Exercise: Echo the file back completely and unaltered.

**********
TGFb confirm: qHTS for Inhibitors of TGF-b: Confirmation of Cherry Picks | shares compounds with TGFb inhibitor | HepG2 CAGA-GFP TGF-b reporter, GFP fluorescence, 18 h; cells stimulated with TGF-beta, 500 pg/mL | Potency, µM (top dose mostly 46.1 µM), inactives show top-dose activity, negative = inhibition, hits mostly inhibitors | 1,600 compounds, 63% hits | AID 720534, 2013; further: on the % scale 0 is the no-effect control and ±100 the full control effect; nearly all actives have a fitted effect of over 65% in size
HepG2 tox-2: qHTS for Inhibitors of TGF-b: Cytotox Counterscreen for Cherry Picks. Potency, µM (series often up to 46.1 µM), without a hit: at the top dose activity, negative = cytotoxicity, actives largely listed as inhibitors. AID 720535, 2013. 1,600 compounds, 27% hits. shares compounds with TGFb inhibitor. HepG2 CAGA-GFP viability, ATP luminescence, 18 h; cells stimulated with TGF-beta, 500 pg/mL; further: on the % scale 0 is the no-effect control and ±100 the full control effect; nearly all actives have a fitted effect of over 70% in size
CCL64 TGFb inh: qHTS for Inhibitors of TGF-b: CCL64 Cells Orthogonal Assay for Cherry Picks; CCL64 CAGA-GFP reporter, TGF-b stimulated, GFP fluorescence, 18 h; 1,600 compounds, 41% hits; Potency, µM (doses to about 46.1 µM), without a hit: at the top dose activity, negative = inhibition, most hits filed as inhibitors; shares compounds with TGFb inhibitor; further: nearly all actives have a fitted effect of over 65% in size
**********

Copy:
TGFb confirm: qHTS for Inhibitors of TGF-b: Confirmation of Cherry Picks | shares compounds with TGFb inhibitor | HepG2 CAGA-GFP TGF-b reporter, GFP fluorescence, 18 h; cells stimulated with TGF-beta, 500 pg/mL | Potency, µM (top dose mostly 46.1 µM), inactives show top-dose activity, negative = inhibition, hits mostly inhibitors | 1,600 compounds, 63% hits | AID 720534, 2013; further: on the % scale 0 is the no-effect control and ±100 the full control effect; nearly all actives have a fitted effect of over 65% in size
HepG2 tox-2: qHTS for Inhibitors of TGF-b: Cytotox Counterscreen for Cherry Picks. Potency, µM (series often up to 46.1 µM), without a hit: at the top dose activity, negative = cytotoxicity, actives largely listed as inhibitors. AID 720535, 2013. 1,600 compounds, 27% hits. shares compounds with TGFb inhibitor. HepG2 CAGA-GFP viability, ATP luminescence, 18 h; cells stimulated with TGF-beta, 500 pg/mL; further: on the % scale 0 is the no-effect control and ±100 the full control effect; nearly all actives have a fitted effect of over 70% in size
CCL64 TGFb inh: qHTS for Inhibitors of TGF-b: CCL64 Cells Orthogonal Assay for Cherry Picks; CCL64 CAGA-GFP reporter, TGF-b stimulated, GFP fluorescence, 18 h; 1,600 compounds, 41% hits; Potency, µM (doses to about 46.1 µM), without a hit: at the top dose activity, negative = inhibition, most hits filed as inhibitors; shares compounds with TGFb inhibitor; further: nearly all actives have a fitted effect of over 65% in size